Disclaimer: This is not a random Quora article where the author thulps JEE after 2 years of heart-wrenching efforts.
Most of us have been through two tumultuous years, immersed in ‘problems’ as we worked our way through them, reducing paragraphs of information to equations and disentangling the complex conditions to derive meaningful results. Of course, educated guessing might have been another weapon in some of our arsenals too.
Let’s not forget the countdown to the results, the results and the whole bag of JoSAA crap that is thrown at us out of nowhere.
While some of us may have fond memories, some may not relate, at least at this point of time (including me, who is still bugged by my JEE-A results and the following priority selection in JoSAA. At that point in time, I believed that I was 100% sure of my choices. But if you ask me now, I say following the crowd is better at times).
But does the JEE setup achieve what it wants to? Is mugging some set of magic formulae enough to crack it with a decent rank?
The magic formulae themselves are nothing but intelligently devised simplifications, so the real question is, does everyone knowing the formula understand how it comes and when to use it?
These questions might have bugged us sometime in the past and even in the present. Also, I’m sure that each one of us would have had the discussion of how our educational system is a total failure with our friends. Though that might have been an obvious exaggeration, does JEE fare worse off than selection systems in other countries? That’s what we are going to discuss in this article.
So let’s start with the Dragon near our country (China, duh). They have the ‘Gao Kao’ exam, which is an entrance with a pattern similar to JEE, and it is compulsory for all engineering aspirants to attempt it. So as expected, it has some more straightforward questions to cater to students on the other side of the bell curve. Besides, they also have proof/essay questions. The exams last about nine hours over a period of two or three days, depending on the province. The top colleges, however, conduct separate entrance test obtaining good scores in which fetches additional points and is used to differentiate between the crème la crème and rank them.
Sailing further south, we land on Singapore. A quick Google search regarding the admissions at the popular universities there -NTU and NUS – displays that non-international students are ranked based on their high school grades (the GCE A-level). Selection tests or interviews are not required as part of the application process except for applicants under consideration for scholarships or aptitude-based (discretionary) admission. I find the aptitude based admission idea quite impressive – if students are unable to meet the required cut-off marks, they are then judged based on extra-curricular achievements. These students may be admitted on other bases, including demonstrated ability and interest, work experience, leadership, community service and exceptional talent, subject to a minimum level of academic competence.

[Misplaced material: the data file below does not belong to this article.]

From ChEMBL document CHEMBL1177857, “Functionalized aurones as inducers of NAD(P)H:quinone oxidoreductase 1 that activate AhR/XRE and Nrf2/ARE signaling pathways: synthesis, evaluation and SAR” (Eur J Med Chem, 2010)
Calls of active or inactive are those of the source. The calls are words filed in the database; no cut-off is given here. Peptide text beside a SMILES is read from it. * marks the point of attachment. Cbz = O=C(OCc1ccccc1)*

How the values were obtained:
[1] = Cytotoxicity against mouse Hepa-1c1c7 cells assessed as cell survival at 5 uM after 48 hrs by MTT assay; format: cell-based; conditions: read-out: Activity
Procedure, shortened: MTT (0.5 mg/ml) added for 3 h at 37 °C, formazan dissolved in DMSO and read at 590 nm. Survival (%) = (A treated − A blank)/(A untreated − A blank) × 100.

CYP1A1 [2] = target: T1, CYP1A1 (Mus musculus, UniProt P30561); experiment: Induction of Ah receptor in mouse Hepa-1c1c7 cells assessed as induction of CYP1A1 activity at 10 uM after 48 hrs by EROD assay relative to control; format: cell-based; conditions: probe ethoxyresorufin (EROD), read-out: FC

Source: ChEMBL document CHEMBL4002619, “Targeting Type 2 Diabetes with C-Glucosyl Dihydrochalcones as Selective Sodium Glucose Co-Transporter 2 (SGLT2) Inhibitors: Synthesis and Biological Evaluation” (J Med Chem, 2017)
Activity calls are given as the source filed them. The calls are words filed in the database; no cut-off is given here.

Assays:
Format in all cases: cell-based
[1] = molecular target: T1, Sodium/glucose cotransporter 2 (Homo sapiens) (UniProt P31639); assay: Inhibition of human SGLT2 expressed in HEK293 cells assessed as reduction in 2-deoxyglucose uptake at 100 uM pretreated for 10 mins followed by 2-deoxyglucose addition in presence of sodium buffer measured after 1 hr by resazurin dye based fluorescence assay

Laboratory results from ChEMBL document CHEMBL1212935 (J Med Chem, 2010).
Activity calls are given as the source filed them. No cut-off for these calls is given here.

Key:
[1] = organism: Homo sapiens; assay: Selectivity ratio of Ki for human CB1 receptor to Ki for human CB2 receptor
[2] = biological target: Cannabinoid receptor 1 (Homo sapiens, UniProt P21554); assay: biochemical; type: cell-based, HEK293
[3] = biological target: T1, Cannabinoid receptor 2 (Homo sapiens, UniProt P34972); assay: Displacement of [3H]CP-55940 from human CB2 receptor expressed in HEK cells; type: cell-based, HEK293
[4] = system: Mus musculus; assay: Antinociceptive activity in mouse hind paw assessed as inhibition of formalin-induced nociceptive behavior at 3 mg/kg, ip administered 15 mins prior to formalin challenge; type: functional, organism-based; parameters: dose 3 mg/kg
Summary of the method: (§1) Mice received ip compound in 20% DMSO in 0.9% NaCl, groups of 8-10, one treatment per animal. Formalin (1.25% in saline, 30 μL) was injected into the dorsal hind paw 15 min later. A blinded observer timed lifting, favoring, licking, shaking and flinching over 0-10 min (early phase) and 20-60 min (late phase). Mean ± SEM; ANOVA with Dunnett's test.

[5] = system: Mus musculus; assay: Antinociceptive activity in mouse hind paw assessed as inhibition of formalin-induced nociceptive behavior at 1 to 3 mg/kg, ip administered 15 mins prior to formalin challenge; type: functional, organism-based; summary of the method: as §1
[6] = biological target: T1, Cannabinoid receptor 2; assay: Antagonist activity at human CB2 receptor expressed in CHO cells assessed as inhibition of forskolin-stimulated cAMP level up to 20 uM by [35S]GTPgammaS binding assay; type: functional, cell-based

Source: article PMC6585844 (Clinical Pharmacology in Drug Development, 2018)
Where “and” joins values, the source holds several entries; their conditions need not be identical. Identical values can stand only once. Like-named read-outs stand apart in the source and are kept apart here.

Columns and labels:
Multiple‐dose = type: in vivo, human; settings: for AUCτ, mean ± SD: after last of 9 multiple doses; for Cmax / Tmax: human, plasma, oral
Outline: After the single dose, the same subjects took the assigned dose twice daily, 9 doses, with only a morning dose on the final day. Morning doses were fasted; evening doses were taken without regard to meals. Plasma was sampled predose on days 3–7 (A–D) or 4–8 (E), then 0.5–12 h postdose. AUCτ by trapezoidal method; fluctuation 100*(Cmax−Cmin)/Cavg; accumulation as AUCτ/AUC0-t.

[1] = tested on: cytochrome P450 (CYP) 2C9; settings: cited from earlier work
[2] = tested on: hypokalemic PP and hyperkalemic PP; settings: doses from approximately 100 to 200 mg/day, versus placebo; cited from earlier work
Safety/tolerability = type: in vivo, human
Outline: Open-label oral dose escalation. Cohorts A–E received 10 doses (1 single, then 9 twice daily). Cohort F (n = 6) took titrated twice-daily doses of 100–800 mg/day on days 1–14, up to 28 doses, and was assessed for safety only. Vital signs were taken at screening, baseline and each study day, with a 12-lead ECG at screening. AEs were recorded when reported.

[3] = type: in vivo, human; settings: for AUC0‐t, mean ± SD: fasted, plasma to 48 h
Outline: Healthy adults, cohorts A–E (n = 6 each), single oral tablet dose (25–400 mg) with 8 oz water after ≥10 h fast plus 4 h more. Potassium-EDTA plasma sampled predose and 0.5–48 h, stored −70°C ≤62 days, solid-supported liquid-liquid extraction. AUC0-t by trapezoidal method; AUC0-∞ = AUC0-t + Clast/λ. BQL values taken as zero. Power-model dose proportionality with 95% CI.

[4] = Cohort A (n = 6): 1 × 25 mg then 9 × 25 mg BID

Some of the top European universities like ETH Zurich, TUM, and Munich follow essentially the same outline except that they may have different weights for different grades and may demand a CV. TUM also offers 2 kinds of degrees:
- Unrestricted degree – no cap on the number of seats, if the candidate is fit, he/she is admitted and
- ’ Numerus Clausus’,i.e. a fixed number of seats – in this case, if some seats are unfilled, they are offered to students who may not have got the seats of their choice.
Interviews are conducted in exceptional cases like the aptitude-based criterion we have seen in Singapore.
Same holds for Australian colleges where there is a unified evaluation system called ATAR in place. ATAR stands for Australian Tertiary Admission Rank, it is calculated using one’s high school grades. Each subject in high school is given a different weightage, and accordingly, one’s scores are scaled. Watch this short clip to know more about ATAR! Students who have not been admitted through ATAR are allowed for further evaluations, as mentioned in other cases. One of the statements I found on the ATAR website is worth a mention:
“The lowest selection rank does not represent the average ability of the students accepted for the course and does not reflect the difficulty or quality of the course.”
Next, we take a trip to the land of Ra-Ra-Rasputin where students toy with International Olympiad problems and dominate the ACM-ICPC. If you haven’t figured out already, I’m talking about Russia! Each college has its own set of exams for evaluation and selection of students which are pretty rigorous in terms of the academics involved.